Bloom Review calls for councils to prioritise religion through Faith Partnership Charters

11 May, 2023

The Bloom Review has called for the introduction of ‘Faith Partnership Charters’ between local authorities in England and faith groups, encouraging yet more religion in the state. Humanists UK is deeply concerned by this proposal, and warns against extending special treatment to religious groups.

In the report, author Colin Bloom recommends that by December 2023 ‘every local council should be signed up to a Faith Partnership Charter with their places of worship’ and encourages government and local councils to force ‘productive, co-operative, and symbiotic partnerships with places of worship’. The proposal seeks to bring places of worship into initiatives like local strategic partnerships and provide a route for religious groups to partner with both local and national government.

The review discusses ways to overcome barriers to faith-based organisations partnering with public bodies, but fails to acknowledge practical concerns in relation to this. For example, faith groups already enjoy broad exemptions from equality and human rights law when contracting out public services. This allows them to discriminate in various ways such as in employment or service delivery, even when they are providing services on behalf of councils.

Elsewhere, the report praises the contribution of faith and faith groups to society in misleading ways, describing places of worship as ‘schools of virtue’. As Humanists UK has previously stated, the report overlooks the contribution of the non-religious to society, and ignores the fact that religious people are no more generous than others.

Humanists UK’s Public Affairs Manager Karen Wright commented:

‘We are deeply concerned over the proposed Faith Partnership Charter. It would unfairly elevate religious groups above other civil society groups and offer a route to partnership others couldn’t access.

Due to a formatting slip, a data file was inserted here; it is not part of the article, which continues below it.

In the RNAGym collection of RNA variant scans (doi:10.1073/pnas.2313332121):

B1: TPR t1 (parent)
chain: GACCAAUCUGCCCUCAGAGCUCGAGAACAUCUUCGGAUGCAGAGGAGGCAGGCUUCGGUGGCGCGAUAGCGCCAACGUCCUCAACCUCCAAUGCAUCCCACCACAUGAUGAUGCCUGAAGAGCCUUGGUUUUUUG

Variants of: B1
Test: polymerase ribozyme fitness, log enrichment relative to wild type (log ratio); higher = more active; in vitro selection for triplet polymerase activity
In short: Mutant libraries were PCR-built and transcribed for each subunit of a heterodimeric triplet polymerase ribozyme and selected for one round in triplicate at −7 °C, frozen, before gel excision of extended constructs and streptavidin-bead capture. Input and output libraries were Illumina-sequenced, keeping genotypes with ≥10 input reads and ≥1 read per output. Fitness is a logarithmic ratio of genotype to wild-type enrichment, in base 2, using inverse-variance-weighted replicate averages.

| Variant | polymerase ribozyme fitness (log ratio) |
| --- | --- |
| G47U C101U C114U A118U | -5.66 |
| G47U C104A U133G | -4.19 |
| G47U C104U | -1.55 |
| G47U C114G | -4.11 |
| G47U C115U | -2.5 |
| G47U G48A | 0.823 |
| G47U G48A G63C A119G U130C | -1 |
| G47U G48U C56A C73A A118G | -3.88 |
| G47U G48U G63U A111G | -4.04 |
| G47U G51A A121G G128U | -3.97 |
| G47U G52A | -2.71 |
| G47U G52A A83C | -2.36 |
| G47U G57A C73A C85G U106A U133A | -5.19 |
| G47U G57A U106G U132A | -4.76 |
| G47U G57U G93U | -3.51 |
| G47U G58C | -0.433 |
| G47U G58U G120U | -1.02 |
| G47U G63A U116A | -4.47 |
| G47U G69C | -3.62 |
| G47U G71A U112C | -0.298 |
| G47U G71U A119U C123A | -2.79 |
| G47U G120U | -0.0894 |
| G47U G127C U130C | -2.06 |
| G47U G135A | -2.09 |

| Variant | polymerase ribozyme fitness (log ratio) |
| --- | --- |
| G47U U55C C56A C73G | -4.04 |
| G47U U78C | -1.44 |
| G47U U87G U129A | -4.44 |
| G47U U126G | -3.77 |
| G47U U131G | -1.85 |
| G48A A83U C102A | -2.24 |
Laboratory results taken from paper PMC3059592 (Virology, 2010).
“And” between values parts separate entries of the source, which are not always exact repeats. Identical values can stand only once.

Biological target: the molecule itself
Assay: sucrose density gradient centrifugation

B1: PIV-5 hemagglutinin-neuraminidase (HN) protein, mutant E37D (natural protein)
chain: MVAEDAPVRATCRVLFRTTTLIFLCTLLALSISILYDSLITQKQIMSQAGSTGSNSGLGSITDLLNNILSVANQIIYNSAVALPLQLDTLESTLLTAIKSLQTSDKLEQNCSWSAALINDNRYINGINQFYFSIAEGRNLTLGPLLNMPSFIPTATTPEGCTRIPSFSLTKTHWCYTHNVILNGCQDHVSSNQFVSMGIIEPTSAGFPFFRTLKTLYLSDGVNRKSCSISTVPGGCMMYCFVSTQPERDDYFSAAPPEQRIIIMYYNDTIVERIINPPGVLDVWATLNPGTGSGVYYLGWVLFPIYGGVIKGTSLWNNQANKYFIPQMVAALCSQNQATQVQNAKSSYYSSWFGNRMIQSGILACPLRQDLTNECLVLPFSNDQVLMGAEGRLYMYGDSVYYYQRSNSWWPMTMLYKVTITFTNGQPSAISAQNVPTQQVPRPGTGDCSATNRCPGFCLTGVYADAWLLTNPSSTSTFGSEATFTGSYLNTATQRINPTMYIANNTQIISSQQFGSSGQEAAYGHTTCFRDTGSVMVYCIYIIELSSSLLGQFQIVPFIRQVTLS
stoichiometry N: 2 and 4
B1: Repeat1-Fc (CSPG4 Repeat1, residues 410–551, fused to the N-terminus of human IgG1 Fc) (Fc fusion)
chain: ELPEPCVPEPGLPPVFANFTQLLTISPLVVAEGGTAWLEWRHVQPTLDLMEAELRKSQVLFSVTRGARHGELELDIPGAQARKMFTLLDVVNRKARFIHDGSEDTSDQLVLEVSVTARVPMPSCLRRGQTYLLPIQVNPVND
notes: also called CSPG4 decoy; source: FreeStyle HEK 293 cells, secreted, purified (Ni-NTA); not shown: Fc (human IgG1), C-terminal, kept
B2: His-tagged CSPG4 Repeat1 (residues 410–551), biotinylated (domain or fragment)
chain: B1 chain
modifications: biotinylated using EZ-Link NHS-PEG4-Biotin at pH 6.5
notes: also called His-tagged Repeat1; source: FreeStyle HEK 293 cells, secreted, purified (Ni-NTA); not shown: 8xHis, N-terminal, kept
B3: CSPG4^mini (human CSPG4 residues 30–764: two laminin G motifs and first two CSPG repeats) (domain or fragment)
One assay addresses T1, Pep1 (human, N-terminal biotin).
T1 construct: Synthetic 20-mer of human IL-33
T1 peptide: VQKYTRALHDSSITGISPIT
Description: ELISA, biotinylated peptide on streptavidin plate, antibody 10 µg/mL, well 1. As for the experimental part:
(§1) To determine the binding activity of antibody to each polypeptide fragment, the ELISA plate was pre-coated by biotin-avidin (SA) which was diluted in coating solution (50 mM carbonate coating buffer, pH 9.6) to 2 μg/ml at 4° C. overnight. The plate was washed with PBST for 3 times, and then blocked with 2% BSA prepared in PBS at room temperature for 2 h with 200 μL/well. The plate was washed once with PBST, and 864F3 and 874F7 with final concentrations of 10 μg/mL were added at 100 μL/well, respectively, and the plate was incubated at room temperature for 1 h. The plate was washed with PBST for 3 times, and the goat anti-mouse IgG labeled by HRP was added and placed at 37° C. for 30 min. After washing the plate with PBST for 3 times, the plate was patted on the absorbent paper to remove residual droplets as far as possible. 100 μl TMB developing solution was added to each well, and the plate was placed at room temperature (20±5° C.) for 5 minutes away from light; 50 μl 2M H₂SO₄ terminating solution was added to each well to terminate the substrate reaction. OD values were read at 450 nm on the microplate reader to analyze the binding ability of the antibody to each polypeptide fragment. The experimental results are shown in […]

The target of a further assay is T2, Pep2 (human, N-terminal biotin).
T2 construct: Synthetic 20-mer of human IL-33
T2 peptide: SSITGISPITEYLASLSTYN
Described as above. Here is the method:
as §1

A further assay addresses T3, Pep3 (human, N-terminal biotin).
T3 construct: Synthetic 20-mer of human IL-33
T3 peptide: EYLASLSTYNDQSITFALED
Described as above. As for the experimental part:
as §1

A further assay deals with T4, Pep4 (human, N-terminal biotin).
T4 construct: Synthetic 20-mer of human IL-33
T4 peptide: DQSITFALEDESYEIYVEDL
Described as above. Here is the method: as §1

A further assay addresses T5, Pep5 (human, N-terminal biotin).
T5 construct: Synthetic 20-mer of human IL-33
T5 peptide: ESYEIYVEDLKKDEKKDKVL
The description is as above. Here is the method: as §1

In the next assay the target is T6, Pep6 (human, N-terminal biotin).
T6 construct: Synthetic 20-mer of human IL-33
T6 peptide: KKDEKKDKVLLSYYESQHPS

‘The agenda to push for more religion in the state runs entirely counter to the situation on the ground – over half the population is non-religious and would rightly question the need for more religion in the state. We oppose these reforms and call on the UK Government to treat all groups and communities equally regardless of religion or belief’.


For further comment or information, media should contact Humanists UK Public Affairs Manager Karen Wright at or phone 020 3675 0959.

Read the Independent Faith Engagement Review.

Read our initial response to the publication of the Bloom review.

Read about our response to the call for evidence.

Read more about our work on Government and ‘faith’ communities.

Humanists UK is the national charity working on behalf of non-religious people. Powered by 100,000 members and supporters, we advance free thinking and promote humanism to create a tolerant society where rational thinking and kindness prevail. We provide ceremonies, pastoral care, education, and support services benefitting over a million people every year and our campaigns advance humanist thinking on ethical issues, human rights, and equal treatment for all.